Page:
Striking Similarities: Atlas of Equine Brain May Aid Human Medicine

U.S. researchers have created a standardized brain atlas of a horse using an MRI machine. Brain atlases have been created for many other species, but not for horses. The atlas will be a valuable resource for neuroimaging research.

Drs. Philippa Johnson, Valentin Janvier, Wen-Ming Luh, Marnie Fitz Maurice, Teresa Southard and Erica Barry of Cornell University have made the atlas available to other researchers online. Scientists are becoming increasingly interested in the equine brain for behavioral, neuroanatomic and neuroscientific research.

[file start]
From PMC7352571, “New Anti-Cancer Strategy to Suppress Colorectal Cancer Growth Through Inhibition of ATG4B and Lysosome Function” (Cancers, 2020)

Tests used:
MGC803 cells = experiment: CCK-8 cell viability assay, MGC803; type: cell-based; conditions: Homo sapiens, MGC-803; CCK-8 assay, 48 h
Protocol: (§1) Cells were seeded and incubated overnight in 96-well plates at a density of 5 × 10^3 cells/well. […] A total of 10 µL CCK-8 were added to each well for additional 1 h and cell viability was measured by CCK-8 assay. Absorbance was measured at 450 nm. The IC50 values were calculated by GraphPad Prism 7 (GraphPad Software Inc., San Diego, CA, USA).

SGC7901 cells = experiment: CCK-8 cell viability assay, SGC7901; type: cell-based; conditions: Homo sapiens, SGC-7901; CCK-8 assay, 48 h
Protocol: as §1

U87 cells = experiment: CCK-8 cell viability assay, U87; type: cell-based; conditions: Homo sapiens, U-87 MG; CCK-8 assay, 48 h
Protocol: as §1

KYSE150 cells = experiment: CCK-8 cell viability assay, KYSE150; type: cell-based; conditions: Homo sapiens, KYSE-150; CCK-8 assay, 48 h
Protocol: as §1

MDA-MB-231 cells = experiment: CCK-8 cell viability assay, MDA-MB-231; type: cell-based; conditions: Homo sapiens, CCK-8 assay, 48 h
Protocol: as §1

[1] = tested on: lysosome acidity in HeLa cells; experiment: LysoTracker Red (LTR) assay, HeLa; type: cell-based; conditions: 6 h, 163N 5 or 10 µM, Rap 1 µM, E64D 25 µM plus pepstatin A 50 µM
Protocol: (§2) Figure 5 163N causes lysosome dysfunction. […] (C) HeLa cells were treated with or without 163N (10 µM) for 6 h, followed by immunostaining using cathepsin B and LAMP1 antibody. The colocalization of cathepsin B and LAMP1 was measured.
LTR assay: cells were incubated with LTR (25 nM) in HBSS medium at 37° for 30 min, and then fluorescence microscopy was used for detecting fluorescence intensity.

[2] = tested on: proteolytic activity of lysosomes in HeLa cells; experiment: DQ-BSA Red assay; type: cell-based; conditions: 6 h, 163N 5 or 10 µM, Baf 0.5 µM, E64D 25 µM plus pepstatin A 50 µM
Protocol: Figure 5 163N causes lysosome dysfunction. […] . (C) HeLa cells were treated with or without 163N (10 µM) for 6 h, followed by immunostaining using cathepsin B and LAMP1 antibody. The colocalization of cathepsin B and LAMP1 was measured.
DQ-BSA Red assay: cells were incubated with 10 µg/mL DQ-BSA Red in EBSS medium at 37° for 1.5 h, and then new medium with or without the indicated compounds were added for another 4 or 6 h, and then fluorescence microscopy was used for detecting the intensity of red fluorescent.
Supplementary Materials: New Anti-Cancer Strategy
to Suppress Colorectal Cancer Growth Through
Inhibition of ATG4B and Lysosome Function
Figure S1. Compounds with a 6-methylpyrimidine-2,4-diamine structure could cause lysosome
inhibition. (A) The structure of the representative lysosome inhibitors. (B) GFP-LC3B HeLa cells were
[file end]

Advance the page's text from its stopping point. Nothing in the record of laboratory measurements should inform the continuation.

An adult horse’s brain averages about 1.3 pounds; its surface has complex folds and grooves, making it similar to humans. Horses also have testable cognitive function, making it a potential animal model for multiple neuropsychological diseases.

To create the atlas, the team took images of the brains of nine horses that had been euthanized. They then created tissue segmentation maps from the gray matter, white matter and cerebrospinal fluid. From these, they created a high-resolution, anatomically correlated 3D average brain atlas for the horse.

The researchers found that each horse in the study had higher brain matter on the right side, which is consistent with the right forebrain dominance of horses. Though there was no significant correlation, they also found that as horses age, the grey matter volume decreases, and white matter volume increases. No stallions were used in the study, so the ability to test the effect of sex on brain tissue volume.

Read the study here.

Read more at HorseTalk.

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